It was a relatively quiet night at The Trestle Inn. What used to be a seriously dirty dive bar is now the go-to-a-go-go spot beloved by Philadelphians in the know. Bespectacled flannel shirt and skinny jeans-clad patrons belly up to a bar that serves cocktails with names like Velvet Jones and Cheap Trick.
The Trestle Inn is a project of Ian Cross, whose day job is in marketing and interactive design as CEO of I-SITE, along with his wife, Josette Bonafino. He didn’t do much to the interior, but in a stroke of marketing genius, he decided to book go-go dancers.
Turn away if you can, but you’ll find it hard to do. Sometimes, you’ll find something you can use when you least expect it. Keep your eyes open wide and you’ll find some truths that are basic and useful the next time you start to market your services or products. It’s all a question of confidence, a promise to be revealed to you (but only to you), and the excitement of desire. This story is one that Steve Jobs could have written.
It was a bit early for the show to start, and one of the ladies sat next to me at the bar. She teaches other girls how to get up and shake it, and I asked her to give me some advice.
She said, “Use your eyes to show them what they will like.” Illustrating her point, she stood up, gave me a loaded look, and gestured toward her most compelling assets. The interesting thing is that I could have passed this woman on the street and not given her a second thought, but at that moment, she hooked me.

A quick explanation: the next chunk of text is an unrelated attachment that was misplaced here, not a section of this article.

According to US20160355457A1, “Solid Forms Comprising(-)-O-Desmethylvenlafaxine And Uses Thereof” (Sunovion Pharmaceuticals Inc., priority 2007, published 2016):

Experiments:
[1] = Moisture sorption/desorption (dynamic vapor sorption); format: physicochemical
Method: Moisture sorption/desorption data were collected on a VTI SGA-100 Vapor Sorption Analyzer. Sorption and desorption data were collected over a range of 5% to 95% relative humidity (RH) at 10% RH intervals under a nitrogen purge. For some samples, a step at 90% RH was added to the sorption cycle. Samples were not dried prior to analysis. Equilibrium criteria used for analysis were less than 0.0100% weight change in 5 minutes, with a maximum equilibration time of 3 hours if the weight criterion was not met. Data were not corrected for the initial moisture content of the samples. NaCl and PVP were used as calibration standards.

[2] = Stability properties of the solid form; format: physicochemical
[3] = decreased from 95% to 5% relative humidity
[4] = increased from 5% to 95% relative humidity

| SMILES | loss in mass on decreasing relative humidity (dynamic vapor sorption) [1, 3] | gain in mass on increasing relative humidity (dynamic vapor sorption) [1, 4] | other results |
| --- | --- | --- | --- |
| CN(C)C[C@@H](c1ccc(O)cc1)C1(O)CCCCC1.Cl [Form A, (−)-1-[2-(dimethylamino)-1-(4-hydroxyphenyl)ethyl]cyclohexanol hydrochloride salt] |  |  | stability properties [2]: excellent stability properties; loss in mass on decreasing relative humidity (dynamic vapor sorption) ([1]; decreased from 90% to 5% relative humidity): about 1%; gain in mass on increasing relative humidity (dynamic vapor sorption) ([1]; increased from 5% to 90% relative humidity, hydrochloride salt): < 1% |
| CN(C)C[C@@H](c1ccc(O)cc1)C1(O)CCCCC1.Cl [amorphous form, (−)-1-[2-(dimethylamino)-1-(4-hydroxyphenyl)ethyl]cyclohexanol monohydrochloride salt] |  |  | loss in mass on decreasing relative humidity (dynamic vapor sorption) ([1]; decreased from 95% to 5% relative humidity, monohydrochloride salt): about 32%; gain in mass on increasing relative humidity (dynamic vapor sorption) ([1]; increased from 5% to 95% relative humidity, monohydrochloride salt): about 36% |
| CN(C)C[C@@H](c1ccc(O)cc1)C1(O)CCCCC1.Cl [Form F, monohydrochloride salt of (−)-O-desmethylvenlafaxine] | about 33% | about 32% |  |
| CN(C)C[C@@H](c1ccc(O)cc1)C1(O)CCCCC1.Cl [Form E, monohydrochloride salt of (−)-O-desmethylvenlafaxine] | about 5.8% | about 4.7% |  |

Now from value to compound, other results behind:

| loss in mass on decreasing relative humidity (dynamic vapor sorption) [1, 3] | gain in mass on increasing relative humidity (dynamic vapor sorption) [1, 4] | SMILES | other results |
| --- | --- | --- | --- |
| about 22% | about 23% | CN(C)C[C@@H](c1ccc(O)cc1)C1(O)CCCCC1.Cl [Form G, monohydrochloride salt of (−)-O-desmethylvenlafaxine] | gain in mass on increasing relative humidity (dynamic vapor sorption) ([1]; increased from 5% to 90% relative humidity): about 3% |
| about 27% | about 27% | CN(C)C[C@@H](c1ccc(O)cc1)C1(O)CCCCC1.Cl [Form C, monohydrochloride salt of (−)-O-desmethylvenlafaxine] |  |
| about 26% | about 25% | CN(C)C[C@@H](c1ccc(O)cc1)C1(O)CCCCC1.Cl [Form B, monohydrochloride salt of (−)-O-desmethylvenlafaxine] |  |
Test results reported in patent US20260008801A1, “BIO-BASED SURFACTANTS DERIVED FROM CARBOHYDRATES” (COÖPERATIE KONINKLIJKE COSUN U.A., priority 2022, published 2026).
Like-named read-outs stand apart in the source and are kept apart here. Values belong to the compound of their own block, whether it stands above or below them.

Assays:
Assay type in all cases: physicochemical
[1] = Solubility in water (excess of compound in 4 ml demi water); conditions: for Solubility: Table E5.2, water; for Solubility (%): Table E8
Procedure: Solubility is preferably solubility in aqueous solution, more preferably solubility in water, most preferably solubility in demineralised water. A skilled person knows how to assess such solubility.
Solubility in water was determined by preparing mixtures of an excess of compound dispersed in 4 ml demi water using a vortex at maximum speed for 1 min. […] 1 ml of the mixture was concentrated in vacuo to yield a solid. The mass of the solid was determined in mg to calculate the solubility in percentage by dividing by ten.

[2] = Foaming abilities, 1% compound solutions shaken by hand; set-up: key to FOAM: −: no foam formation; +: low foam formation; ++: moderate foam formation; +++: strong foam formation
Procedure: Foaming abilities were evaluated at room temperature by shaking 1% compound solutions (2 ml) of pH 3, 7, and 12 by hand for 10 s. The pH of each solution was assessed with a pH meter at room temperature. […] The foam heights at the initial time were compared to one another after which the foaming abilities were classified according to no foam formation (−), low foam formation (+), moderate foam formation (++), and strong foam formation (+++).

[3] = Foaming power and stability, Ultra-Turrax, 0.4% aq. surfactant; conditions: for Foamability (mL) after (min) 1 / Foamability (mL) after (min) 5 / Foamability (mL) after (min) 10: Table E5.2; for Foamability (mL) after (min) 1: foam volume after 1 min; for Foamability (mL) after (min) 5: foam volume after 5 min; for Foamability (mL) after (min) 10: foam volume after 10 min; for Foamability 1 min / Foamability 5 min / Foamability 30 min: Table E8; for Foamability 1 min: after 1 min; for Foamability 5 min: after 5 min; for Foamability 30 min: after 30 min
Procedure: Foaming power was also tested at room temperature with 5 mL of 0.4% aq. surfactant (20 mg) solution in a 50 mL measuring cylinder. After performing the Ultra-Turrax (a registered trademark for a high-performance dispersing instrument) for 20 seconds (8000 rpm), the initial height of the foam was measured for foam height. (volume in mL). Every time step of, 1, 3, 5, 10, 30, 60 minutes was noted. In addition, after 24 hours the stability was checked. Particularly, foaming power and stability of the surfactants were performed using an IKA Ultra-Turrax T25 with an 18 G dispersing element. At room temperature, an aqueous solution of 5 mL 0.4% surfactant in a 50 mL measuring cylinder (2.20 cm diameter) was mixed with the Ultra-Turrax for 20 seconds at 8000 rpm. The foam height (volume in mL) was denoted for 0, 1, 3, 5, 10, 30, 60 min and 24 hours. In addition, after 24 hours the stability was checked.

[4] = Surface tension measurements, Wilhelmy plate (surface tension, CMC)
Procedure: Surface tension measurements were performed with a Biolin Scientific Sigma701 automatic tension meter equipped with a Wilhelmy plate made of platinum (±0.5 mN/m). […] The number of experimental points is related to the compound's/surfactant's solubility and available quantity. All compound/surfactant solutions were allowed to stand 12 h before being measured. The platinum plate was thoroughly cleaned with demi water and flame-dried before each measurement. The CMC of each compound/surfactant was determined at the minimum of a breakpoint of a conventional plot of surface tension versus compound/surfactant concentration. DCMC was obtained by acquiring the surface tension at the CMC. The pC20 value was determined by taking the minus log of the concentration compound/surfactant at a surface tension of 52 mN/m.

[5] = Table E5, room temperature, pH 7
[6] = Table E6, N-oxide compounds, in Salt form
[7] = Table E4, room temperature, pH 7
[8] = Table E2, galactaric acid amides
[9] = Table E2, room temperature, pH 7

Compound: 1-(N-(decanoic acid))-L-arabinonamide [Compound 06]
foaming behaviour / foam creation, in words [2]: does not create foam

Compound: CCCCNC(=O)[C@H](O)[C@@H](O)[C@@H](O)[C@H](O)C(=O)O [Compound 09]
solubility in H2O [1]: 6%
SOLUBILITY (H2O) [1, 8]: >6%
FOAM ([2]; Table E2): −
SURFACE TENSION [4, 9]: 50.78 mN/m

That glance she shot me was a heady combination of enticement and confidence. She did not beg or plead. She did not apologize. Instead, in a fully straightforward manner, she projected complete assurance that what she had on offer was what I wanted.
Let’s pull out to the wide view and consider the marketing lessons here. One: you must project confidence in whatever you have on offer. Never ask your potential customer if they might like your product or service. Know that they will love it. Everything you do, every move you make, needs to come from that perspective.
It’s about certainty. If you project faith in yourself and your product, your clients will feel the same way. It’s not the same as saying, “Trust me.” I don’t know about you, but anyone who insists that I trust them has immediately earned my mistrust. No, you would be saying, “You already trust me.” But you are not using those words. It’s a frame of mind that pervades your personality and comes through as subtext to everything you say in your pitch.
Also, it’s about being enticing. In addition to confidence, you create yearning. What you offer becomes an object of desire. Create that come hither feeling.
Third, don’t give it all away upfront. Sure, give them a taste, but let them know there’s much more where that came from, and it’s going to be very, very good. Hold back and foster a sense of exclusivity. The Trestle Inn's go-go dancers don’t need to take off even one article of vintage sixties clothing to convince me.
Next time you go out to meet a potential client, think like a go-go dancer. Confident, enticing, exclusive, and exciting. But do me a favor. Keep your clothes on.